Ford had a big, long, detailed-but-not-really-detailed presentation for investors Wednesday morning, and so far it is having its intended effect. Ford’s stock is up seven percent today off what Ford has declared. Its electric vehicles are actually “digital cars,” with an all-electric Explorer and all-electric Aviator coming, and probably an all-electric Bronco, too. Ford — you may have heard this before — is a tech company now.
Ford said it would be investing over $30 billion in electrification by 2025, or at least $8 billion more than what it had previously said, and more than GM has said that it will invest. Ford thinks 40 percent of its sales globally will be EV by 2030. Ford thinks that it will eventually make more money from EVs than from internal combustion engine cars, because it thinks that its EV development costs will eventually go down. And because it thinks the market for “driver-assist technologies, new features and upgraded software content, and EV charging” will be worth $20 billion by 2030.
Ford is also happy to talk some shit about Tesla in its accompanying press release, as its plans include:
Having about 1 million vehicles that are capable of receiving over-the-air system updates on the road by the end of this year, exceeding Tesla’s volume by July 2022, and scaling to 33 million OTA-enabled Ford and Lincoln vehicles by 2028.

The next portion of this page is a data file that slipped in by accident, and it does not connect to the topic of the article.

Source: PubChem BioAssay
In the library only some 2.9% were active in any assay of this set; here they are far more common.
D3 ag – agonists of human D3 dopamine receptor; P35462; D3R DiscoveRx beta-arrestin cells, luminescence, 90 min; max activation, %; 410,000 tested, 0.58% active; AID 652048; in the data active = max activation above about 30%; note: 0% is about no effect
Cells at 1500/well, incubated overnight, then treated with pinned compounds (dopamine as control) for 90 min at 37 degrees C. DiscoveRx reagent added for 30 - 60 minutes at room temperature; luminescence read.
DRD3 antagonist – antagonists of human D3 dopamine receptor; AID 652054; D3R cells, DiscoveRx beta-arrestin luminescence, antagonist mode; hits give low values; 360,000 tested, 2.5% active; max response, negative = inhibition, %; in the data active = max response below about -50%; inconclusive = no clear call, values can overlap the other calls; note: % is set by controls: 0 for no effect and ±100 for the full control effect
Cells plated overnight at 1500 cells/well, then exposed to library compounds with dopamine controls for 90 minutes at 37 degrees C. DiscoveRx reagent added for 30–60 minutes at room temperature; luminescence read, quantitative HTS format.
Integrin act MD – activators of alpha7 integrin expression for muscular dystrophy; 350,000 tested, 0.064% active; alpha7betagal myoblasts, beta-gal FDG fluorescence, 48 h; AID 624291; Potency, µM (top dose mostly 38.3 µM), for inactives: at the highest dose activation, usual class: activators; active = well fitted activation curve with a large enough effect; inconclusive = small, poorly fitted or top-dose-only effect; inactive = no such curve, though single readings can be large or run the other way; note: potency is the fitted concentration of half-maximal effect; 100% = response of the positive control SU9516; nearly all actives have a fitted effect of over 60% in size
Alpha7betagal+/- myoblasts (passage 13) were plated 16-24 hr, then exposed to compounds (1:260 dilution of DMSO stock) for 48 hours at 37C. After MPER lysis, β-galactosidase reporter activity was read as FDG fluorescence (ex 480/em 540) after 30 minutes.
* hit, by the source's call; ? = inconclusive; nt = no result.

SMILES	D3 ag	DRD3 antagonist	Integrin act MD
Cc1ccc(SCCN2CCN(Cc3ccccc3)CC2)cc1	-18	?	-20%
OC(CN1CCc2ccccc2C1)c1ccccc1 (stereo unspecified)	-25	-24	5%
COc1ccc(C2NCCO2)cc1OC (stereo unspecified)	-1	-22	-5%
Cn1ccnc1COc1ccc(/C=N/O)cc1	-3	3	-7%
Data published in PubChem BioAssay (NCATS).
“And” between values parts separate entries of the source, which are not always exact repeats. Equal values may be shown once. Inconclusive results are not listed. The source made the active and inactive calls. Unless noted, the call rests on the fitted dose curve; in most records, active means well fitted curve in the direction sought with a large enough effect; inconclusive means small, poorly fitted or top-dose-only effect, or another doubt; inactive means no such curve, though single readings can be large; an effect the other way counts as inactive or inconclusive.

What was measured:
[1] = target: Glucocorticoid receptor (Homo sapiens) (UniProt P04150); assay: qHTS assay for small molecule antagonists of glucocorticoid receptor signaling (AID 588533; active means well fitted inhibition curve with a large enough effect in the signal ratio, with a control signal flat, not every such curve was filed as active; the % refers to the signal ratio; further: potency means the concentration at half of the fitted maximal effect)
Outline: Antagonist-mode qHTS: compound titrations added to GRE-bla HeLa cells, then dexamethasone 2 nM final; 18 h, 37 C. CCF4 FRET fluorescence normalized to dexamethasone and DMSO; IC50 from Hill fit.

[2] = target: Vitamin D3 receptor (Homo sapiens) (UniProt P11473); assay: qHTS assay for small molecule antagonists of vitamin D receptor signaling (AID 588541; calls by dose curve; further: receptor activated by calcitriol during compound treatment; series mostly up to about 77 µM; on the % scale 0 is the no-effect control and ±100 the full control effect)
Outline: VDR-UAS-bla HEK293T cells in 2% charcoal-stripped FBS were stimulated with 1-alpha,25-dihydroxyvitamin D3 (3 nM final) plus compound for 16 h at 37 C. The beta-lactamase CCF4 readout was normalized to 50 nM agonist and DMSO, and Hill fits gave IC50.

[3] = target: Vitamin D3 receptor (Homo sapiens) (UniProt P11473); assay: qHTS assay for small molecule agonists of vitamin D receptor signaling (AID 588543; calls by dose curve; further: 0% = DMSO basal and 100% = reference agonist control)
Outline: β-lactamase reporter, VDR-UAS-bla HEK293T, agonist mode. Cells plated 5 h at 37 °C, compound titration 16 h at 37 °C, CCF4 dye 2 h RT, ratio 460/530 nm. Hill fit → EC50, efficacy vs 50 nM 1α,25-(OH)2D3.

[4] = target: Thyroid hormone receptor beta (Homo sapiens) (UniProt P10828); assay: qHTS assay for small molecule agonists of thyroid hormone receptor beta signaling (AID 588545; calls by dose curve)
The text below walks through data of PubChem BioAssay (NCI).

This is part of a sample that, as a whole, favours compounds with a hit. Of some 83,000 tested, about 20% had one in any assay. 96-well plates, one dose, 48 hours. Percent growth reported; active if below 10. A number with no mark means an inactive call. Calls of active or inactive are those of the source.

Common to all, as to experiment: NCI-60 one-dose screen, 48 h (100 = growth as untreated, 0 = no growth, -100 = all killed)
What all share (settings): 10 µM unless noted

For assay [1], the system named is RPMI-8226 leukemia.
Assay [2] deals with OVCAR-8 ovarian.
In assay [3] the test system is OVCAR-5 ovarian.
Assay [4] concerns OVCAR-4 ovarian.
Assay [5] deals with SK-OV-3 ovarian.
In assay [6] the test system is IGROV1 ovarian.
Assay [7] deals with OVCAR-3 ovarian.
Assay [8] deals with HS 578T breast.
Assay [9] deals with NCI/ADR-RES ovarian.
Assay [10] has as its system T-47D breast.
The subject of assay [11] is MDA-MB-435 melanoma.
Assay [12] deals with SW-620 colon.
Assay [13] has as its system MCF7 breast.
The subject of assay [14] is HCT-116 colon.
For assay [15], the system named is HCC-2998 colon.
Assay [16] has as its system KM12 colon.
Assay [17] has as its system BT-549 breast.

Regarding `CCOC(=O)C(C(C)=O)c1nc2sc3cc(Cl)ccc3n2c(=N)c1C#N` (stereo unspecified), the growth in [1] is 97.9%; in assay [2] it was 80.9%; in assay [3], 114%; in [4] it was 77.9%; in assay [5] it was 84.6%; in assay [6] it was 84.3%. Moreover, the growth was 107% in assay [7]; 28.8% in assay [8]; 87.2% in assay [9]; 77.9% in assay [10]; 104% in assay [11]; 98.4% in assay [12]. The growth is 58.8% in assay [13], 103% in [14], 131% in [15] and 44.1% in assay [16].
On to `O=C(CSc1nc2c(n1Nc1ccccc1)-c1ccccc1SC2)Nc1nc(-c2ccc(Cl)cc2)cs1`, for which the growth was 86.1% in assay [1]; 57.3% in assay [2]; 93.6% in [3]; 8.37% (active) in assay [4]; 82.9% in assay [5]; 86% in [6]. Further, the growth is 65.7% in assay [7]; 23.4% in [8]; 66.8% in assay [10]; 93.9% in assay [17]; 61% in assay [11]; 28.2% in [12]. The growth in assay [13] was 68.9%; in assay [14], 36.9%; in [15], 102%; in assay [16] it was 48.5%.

Ford said that it has 70,000 reservations for the F-150 Lightning so far, and that an all-electric Explorer and an all-electric Aviator are planned by 2030. And, probably, an all-electric Bronco:
Ford also thinks that its commercial offerings will be taking in $45 billion by 2025, or almost double the $27 billion it took in in 2019, thanks to a new business called Ford Pro. Oh, and batteries, Ford has big plans for its batteries.
Vertically integrating battery technology with an extensive range of EV batteries – IonBoost lithium ion; IonBoost Pro lithium iron phosphate for commercial vehicles; and long-range, low-cost solid-state batteries based on Ford’s own engineering and know-how from Solid Power, in which the company holds an equity stake, and
Forming a joint venture, BlueOvalSK, with SK Innovation to manufacture battery cells and arrays at two plants in the U.S. for future Ford and Lincoln vehicles.
Ford is continuing to pitch itself as the anti-Tesla, in other words, an EV company that actually knows what it’s doing and knows how to make money doing it.
Ford CEO Jim Farley had called today his “coming out party,” since he’s only been in the job since October. In the end, the coming out party was long and fairly boring, it must be said. But that, too, is anti-Tesla.